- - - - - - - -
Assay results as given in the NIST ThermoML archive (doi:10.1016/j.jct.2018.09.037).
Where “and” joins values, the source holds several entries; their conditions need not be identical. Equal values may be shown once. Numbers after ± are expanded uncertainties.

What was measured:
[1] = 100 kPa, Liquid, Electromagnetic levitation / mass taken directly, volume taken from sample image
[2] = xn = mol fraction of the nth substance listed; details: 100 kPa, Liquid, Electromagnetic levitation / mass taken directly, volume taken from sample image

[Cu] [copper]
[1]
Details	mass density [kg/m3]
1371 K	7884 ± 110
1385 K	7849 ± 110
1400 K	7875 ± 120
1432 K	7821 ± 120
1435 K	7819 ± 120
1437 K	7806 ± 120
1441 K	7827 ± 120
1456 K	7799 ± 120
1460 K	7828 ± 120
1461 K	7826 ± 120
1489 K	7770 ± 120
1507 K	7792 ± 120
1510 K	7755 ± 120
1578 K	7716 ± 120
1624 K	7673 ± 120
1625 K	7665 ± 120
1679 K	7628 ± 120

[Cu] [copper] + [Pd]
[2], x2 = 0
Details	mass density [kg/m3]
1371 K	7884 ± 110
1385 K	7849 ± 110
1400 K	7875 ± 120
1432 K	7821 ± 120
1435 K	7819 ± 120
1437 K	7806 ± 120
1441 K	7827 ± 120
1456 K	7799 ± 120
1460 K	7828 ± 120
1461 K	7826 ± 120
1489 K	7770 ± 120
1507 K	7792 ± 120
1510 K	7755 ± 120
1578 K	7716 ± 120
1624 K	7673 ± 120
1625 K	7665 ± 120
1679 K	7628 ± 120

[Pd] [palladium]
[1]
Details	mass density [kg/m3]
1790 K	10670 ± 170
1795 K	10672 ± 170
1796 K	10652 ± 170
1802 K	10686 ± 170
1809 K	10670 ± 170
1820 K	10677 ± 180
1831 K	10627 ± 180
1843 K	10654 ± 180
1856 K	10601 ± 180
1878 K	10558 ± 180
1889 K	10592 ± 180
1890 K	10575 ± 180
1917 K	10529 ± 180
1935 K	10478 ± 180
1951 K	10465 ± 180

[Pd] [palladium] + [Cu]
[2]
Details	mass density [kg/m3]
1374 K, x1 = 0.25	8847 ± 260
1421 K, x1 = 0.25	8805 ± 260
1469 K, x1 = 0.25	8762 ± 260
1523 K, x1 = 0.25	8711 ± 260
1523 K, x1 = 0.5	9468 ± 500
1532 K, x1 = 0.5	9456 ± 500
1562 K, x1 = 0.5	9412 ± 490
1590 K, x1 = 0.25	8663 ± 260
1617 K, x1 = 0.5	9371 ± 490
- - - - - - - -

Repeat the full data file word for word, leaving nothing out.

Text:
Assay results as given in the NIST ThermoML archive (doi:10.1016/j.jct.2018.09.037).
Where “and” joins values, the source holds several entries; their conditions need not be identical. Equal values may be shown once. Numbers after ± are expanded uncertainties.

What was measured:
[1] = 100 kPa, Liquid, Electromagnetic levitation / mass taken directly, volume taken from sample image
[2] = xn = mol fraction of the nth substance listed; details: 100 kPa, Liquid, Electromagnetic levitation / mass taken directly, volume taken from sample image

[Cu] [copper]
[1]
Details	mass density [kg/m3]
1371 K	7884 ± 110
1385 K	7849 ± 110
1400 K	7875 ± 120
1432 K	7821 ± 120
1435 K	7819 ± 120
1437 K	7806 ± 120
1441 K	7827 ± 120
1456 K	7799 ± 120
1460 K	7828 ± 120
1461 K	7826 ± 120
1489 K	7770 ± 120
1507 K	7792 ± 120
1510 K	7755 ± 120
1578 K	7716 ± 120
1624 K	7673 ± 120
1625 K	7665 ± 120
1679 K	7628 ± 120

[Cu] [copper] + [Pd]
[2], x2 = 0
Details	mass density [kg/m3]
1371 K	7884 ± 110
1385 K	7849 ± 110
1400 K	7875 ± 120
1432 K	7821 ± 120
1435 K	7819 ± 120
1437 K	7806 ± 120
1441 K	7827 ± 120
1456 K	7799 ± 120
1460 K	7828 ± 120
1461 K	7826 ± 120
1489 K	7770 ± 120
1507 K	7792 ± 120
1510 K	7755 ± 120
1578 K	7716 ± 120
1624 K	7673 ± 120
1625 K	7665 ± 120
1679 K	7628 ± 120

[Pd] [palladium]
[1]
Details	mass density [kg/m3]
1790 K	10670 ± 170
1795 K	10672 ± 170
1796 K	10652 ± 170
1802 K	10686 ± 170
1809 K	10670 ± 170
1820 K	10677 ± 180
1831 K	10627 ± 180
1843 K	10654 ± 180
1856 K	10601 ± 180
1878 K	10558 ± 180
1889 K	10592 ± 180
1890 K	10575 ± 180
1917 K	10529 ± 180
1935 K	10478 ± 180
1951 K	10465 ± 180

[Pd] [palladium] + [Cu]
[2]
Details	mass density [kg/m3]
1374 K, x1 = 0.25	8847 ± 260
1421 K, x1 = 0.25	8805 ± 260
1469 K, x1 = 0.25	8762 ± 260
1523 K, x1 = 0.25	8711 ± 260
1523 K, x1 = 0.5	9468 ± 500
1532 K, x1 = 0.5	9456 ± 500
1562 K, x1 = 0.5	9412 ± 490
1590 K, x1 = 0.25	8663 ± 260
1617 K, x1 = 0.5	9371 ± 490